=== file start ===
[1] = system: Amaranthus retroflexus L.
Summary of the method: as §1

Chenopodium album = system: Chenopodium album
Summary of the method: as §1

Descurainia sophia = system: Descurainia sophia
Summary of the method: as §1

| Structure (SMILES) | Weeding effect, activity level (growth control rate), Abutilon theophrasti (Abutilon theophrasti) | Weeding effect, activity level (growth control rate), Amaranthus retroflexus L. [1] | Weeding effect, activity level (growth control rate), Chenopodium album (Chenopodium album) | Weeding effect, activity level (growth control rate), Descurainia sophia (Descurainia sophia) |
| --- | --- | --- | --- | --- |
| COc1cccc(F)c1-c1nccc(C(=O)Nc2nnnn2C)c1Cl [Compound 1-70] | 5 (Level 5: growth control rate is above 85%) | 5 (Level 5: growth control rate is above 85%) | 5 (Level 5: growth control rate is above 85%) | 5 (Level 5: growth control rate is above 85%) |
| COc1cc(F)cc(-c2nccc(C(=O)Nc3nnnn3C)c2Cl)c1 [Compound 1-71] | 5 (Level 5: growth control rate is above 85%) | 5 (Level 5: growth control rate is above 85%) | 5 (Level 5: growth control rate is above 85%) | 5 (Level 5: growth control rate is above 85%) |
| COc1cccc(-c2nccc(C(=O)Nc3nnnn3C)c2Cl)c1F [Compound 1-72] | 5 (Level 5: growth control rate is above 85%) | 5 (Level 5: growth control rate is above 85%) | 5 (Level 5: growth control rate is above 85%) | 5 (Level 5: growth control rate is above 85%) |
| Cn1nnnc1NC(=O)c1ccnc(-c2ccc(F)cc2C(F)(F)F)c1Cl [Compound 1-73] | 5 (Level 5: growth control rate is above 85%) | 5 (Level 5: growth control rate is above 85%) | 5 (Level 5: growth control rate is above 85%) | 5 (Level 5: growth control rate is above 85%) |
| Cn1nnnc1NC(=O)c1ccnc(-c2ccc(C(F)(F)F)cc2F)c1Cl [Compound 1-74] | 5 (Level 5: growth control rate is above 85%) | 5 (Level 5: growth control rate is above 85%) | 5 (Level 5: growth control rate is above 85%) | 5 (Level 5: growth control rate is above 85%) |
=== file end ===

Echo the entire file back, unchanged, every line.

[1] = system: Amaranthus retroflexus L.
Summary of the method: as §1

Chenopodium album = system: Chenopodium album
Summary of the method: as §1

Descurainia sophia = system: Descurainia sophia
Summary of the method: as §1

| Structure (SMILES) | Weeding effect, activity level (growth control rate), Abutilon theophrasti (Abutilon theophrasti) | Weeding effect, activity level (growth control rate), Amaranthus retroflexus L. [1] | Weeding effect, activity level (growth control rate), Chenopodium album (Chenopodium album) | Weeding effect, activity level (growth control rate), Descurainia sophia (Descurainia sophia) |
| --- | --- | --- | --- | --- |
| COc1cccc(F)c1-c1nccc(C(=O)Nc2nnnn2C)c1Cl [Compound 1-70] | 5 (Level 5: growth control rate is above 85%) | 5 (Level 5: growth control rate is above 85%) | 5 (Level 5: growth control rate is above 85%) | 5 (Level 5: growth control rate is above 85%) |
| COc1cc(F)cc(-c2nccc(C(=O)Nc3nnnn3C)c2Cl)c1 [Compound 1-71] | 5 (Level 5: growth control rate is above 85%) | 5 (Level 5: growth control rate is above 85%) | 5 (Level 5: growth control rate is above 85%) | 5 (Level 5: growth control rate is above 85%) |
| COc1cccc(-c2nccc(C(=O)Nc3nnnn3C)c2Cl)c1F [Compound 1-72] | 5 (Level 5: growth control rate is above 85%) | 5 (Level 5: growth control rate is above 85%) | 5 (Level 5: growth control rate is above 85%) | 5 (Level 5: growth control rate is above 85%) |
| Cn1nnnc1NC(=O)c1ccnc(-c2ccc(F)cc2C(F)(F)F)c1Cl [Compound 1-73] | 5 (Level 5: growth control rate is above 85%) | 5 (Level 5: growth control rate is above 85%) | 5 (Level 5: growth control rate is above 85%) | 5 (Level 5: growth control rate is above 85%) |
| Cn1nnnc1NC(=O)c1ccnc(-c2ccc(C(F)(F)F)cc2F)c1Cl [Compound 1-74] | 5 (Level 5: growth control rate is above 85%) | 5 (Level 5: growth control rate is above 85%) | 5 (Level 5: growth control rate is above 85%) | 5 (Level 5: growth control rate is above 85%) |